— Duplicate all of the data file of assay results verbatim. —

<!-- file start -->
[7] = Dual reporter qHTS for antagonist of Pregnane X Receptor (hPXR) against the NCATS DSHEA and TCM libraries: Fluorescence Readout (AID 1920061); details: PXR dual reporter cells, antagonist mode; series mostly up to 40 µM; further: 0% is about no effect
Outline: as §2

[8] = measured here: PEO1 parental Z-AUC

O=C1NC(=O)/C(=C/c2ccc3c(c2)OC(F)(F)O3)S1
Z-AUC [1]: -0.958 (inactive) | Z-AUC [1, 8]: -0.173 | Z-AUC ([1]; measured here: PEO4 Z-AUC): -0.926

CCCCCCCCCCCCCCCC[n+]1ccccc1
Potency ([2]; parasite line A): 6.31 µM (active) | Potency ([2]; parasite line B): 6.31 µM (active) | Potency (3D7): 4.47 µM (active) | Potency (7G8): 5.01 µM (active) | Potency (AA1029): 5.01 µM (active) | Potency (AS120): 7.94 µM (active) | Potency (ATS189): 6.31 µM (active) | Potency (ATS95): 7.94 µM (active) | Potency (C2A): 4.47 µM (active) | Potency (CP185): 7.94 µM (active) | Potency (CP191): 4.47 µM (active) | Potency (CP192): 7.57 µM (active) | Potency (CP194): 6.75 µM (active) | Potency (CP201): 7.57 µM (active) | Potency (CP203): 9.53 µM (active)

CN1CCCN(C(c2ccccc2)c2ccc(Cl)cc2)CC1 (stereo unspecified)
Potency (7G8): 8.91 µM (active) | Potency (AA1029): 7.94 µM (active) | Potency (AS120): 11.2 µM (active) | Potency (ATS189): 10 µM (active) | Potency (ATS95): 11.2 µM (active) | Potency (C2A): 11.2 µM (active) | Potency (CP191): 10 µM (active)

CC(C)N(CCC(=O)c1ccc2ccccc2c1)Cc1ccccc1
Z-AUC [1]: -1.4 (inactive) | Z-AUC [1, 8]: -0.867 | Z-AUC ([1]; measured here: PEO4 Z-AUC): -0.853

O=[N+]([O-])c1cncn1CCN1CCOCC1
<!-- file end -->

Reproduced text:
[7] = Dual reporter qHTS for antagonist of Pregnane X Receptor (hPXR) against the NCATS DSHEA and TCM libraries: Fluorescence Readout (AID 1920061); details: PXR dual reporter cells, antagonist mode; series mostly up to 40 µM; further: 0% is about no effect
Outline: as §2

[8] = measured here: PEO1 parental Z-AUC

O=C1NC(=O)/C(=C/c2ccc3c(c2)OC(F)(F)O3)S1
Z-AUC [1]: -0.958 (inactive) | Z-AUC [1, 8]: -0.173 | Z-AUC ([1]; measured here: PEO4 Z-AUC): -0.926

CCCCCCCCCCCCCCCC[n+]1ccccc1
Potency ([2]; parasite line A): 6.31 µM (active) | Potency ([2]; parasite line B): 6.31 µM (active) | Potency (3D7): 4.47 µM (active) | Potency (7G8): 5.01 µM (active) | Potency (AA1029): 5.01 µM (active) | Potency (AS120): 7.94 µM (active) | Potency (ATS189): 6.31 µM (active) | Potency (ATS95): 7.94 µM (active) | Potency (C2A): 4.47 µM (active) | Potency (CP185): 7.94 µM (active) | Potency (CP191): 4.47 µM (active) | Potency (CP192): 7.57 µM (active) | Potency (CP194): 6.75 µM (active) | Potency (CP201): 7.57 µM (active) | Potency (CP203): 9.53 µM (active)

CN1CCCN(C(c2ccccc2)c2ccc(Cl)cc2)CC1 (stereo unspecified)
Potency (7G8): 8.91 µM (active) | Potency (AA1029): 7.94 µM (active) | Potency (AS120): 11.2 µM (active) | Potency (ATS189): 10 µM (active) | Potency (ATS95): 11.2 µM (active) | Potency (C2A): 11.2 µM (active) | Potency (CP191): 10 µM (active)

CC(C)N(CCC(=O)c1ccc2ccccc2c1)Cc1ccccc1
Z-AUC [1]: -1.4 (inactive) | Z-AUC [1, 8]: -0.867 | Z-AUC ([1]; measured here: PEO4 Z-AUC): -0.853

O=[N+]([O-])c1cncn1CCN1CCOCC1